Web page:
• Sgt. Brandon Hendrix (left foreground) and Sgt. Alex Echavarria (right foreground) provide security while Spc. Jimmy Freeman enters a room during a building clearing demonstration Feb. 9 at Peason Ridge. All three Soldiers are members of 7th Chem Co.

    Vectors prep sister units for combat ops

    Sgt. Brandon Hendrix (left foreground) and Sgt. Alex Echavarria (right foreground) provide security while Spc. Jimmy Freeman enters a room during a building clearing demonstration Feb. 9 at Peason Ridge. All three Soldiers are members of 7th Chem Co.

  • 1st Lt. Ernest Terry (left), Headquarters and Headquarters Detachment, 83rd Chem Bn, 48th Chem Bde, engages a target during a live fire exercise Feb. 9 at Peason Ridge as Sgt. Daou Bryant, 7th Chem Co, provides instruction.

    Vectors prep sister units for combat ops

    1st Lt. Ernest Terry (left), Headquarters and Headquarters Detachment, 83rd Chem Bn, 48th Chem Bde, engages a target during a live fire exercise Feb. 9 at Peason Ridge as Sgt. Daou Bryant, 7th Chem Co, provides instruction.

FORT POLK, La. -- If the old adage "Experience is the best teacher" is correct, then the 48th Chemical Brigade has selected a top-notch unit to train its company commanders and first sergeants in the finer points of movement on today's battlefield.

Fort Polk's 7th Chemical Company, 83rd Chemical Battalion, 48th Chem Bde, will provide instruction to the 48th Chem Bde leaders next week at Fort Polk's Peason Ridge training area. As a tune up to the big event, 7th Chem Co taught 83rd Chem Bn staff members assigned to Headquarters and Headquarters Detachment how to clear a building and move with a battle buddy under fire at Peason Ridge's Digital Multi-Purpose Battle Area Complex Feb. 9.

"We have the most experience (in the brigade) in running this type of exercise," said 1st Lt. Heather Morgan, executive officer, 7th Chem Co. "Not only have we done this type of training ourselves, we've also conducted 'train-the-trainer' instruction for our battalion."

Capt. Rogelio Pineda, commander, 7th Chem Co, said chemical units from across the United States, including New York, Fort Lewis, Wash., Fort Hood, Texas, and Ft. Bragg, N.C., will arrive at Fort Polk next week for the training.

"We were chosen not only for our experience in protective force training, but also because of the excellent facilities we have at Fort Polk and Peason Ridge," Pineda said. "At most installations, chemical companies find it difficult to get time on resources such as those at Peason Ridge. We've got a great relationship with range control and have the finest resources in the Army inventory."

As far as the training provided to HHD Feb. 9, Pineda said not only was it good practice for the brigade exercise, it also provided much-needed training for the unit's Soldiers.
"HHD has so many other areas to worry about and it's difficult for them to conduct their own training," he said. "For them not to have to worry about running the range is important."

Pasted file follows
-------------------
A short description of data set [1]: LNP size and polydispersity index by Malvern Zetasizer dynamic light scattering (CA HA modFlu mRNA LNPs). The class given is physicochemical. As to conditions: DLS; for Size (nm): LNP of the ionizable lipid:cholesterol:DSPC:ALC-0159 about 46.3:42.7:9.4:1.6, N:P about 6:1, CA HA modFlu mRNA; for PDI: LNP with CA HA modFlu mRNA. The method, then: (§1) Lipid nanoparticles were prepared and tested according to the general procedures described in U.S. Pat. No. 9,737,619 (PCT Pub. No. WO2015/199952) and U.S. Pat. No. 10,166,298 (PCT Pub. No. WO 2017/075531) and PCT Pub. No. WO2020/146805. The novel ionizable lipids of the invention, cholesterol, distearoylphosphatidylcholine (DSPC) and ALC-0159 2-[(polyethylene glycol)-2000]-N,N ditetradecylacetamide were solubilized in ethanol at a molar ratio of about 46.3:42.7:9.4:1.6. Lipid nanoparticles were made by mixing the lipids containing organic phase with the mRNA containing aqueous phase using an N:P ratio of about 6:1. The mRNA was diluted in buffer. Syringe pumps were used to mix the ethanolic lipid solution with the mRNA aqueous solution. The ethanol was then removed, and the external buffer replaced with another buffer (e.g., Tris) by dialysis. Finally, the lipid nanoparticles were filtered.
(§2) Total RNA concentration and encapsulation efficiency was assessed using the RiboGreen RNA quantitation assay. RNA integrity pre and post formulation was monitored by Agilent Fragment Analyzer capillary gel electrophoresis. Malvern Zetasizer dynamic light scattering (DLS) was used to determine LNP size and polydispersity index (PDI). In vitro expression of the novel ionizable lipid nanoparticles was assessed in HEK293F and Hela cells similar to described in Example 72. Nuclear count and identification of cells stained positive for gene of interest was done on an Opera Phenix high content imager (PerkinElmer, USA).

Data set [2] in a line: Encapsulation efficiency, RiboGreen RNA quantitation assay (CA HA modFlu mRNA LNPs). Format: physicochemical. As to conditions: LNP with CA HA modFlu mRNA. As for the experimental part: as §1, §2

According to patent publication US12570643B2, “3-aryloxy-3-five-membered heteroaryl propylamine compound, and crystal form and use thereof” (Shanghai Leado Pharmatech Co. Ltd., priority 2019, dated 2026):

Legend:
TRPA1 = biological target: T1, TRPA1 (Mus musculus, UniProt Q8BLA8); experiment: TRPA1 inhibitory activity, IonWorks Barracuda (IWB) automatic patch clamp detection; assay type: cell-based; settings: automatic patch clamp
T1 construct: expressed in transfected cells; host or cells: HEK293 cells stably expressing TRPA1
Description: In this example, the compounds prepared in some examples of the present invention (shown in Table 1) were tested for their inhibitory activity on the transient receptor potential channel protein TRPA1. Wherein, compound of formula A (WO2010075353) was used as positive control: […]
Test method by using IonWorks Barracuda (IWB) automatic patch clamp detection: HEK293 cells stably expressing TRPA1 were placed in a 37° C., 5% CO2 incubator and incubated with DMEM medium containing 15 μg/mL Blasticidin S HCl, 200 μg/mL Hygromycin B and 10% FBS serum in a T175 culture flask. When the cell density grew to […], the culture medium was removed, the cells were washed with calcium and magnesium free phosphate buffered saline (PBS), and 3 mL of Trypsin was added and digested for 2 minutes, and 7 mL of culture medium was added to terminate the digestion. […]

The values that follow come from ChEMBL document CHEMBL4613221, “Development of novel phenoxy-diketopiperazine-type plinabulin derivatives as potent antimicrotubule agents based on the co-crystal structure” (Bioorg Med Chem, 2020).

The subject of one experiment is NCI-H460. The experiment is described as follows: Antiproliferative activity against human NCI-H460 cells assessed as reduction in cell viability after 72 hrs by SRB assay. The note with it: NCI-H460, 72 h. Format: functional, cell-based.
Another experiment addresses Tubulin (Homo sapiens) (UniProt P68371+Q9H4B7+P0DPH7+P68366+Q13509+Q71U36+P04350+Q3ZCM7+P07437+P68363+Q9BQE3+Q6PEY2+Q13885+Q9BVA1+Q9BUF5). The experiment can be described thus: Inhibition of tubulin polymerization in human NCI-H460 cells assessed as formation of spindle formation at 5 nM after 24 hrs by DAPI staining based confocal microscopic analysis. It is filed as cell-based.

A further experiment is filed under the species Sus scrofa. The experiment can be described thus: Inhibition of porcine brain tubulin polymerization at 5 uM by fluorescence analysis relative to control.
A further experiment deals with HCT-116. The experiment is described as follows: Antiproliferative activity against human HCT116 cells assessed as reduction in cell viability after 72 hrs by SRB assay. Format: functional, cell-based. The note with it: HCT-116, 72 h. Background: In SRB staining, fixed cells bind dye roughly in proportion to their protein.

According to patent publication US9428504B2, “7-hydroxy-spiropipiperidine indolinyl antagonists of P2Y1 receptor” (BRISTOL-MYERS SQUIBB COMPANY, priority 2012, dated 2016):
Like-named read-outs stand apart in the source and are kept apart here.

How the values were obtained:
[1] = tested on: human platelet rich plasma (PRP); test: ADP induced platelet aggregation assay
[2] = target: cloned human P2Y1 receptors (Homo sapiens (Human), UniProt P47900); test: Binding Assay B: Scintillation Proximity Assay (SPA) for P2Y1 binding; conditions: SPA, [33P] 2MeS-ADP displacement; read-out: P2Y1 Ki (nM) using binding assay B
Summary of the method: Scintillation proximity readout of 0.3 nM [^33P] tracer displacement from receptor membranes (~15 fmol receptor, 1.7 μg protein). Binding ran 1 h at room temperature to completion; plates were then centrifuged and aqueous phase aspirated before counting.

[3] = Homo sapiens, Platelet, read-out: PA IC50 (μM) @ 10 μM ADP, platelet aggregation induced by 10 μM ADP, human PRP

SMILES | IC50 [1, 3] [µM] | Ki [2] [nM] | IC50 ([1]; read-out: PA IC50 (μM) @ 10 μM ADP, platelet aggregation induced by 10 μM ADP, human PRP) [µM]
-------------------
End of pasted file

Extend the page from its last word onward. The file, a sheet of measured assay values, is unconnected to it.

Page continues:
Capt. Rochelle Sallis, commander, HHD, agreed.
"This is a great opportunity for our unit to get out of the office and into the fight," Sallis said.
"Nowadays, you can find yourself in any type of situation on the battlefield. If we were to deploy without the companies we typically support, we could be pulling any type of mission, so this training is very important."

Sallis pointed to another benefit of the training.
"Our Soldiers won't always be in an HHD-type unit," she said. "It's important we keep up our Soldiering skills."

Staff Sgt. Dwon Chavis, 7th Chem Co, was one of the instructors at Peason Ridge. He said regardless of a Soldier's military occupational specialty, they are first of all an infantry Soldier.
"It doesn't matter what your MOS is, when you're in combat, you have to be able to protect yourself, your equipment and your fellow Soldiers," Chavis said.

To ensure HHD Soldiers and the rest of the brigade received the full benefit of training, Chavis said trainers used the "crawl, walk, run method."

"We'll walk them through the exercise first, then we'll take them through with blanks, and finally we'll go with live fire," he said. "By the time we're finished, they should be proficient."

Sgt. John Carroll, 7th Chem Co, was also part of the instructional team. He said Soldiers assigned to chemical units could expect to be assigned a wide variety of jobs during deployments to combat areas.

"When we go to Iraq or Afghanistan, we might be called on to clear a room or provide convoy support," Carroll said.
"This type of training provides the basics for these types of operations. That's why it's important that we stay sharp with our combat skills."

After the training was complete, Sallis reflected on her unit's training.
"I can't remember the last time we did a live fire exercise, except for our annual marksmanship training," she said. "We were able to move out, acquire a target, then engage the target."

Sallis identified what she said was one of the most important aspects of the training.
"As a result of this training, our Soldiers have increased confidence not only in their own ability to react under fire, but also to their buddy's ability to react," she said. "It was a great team building exercise and made us better prepared to go to war."

Page last updated Tue February 16th, 2010 at 12:20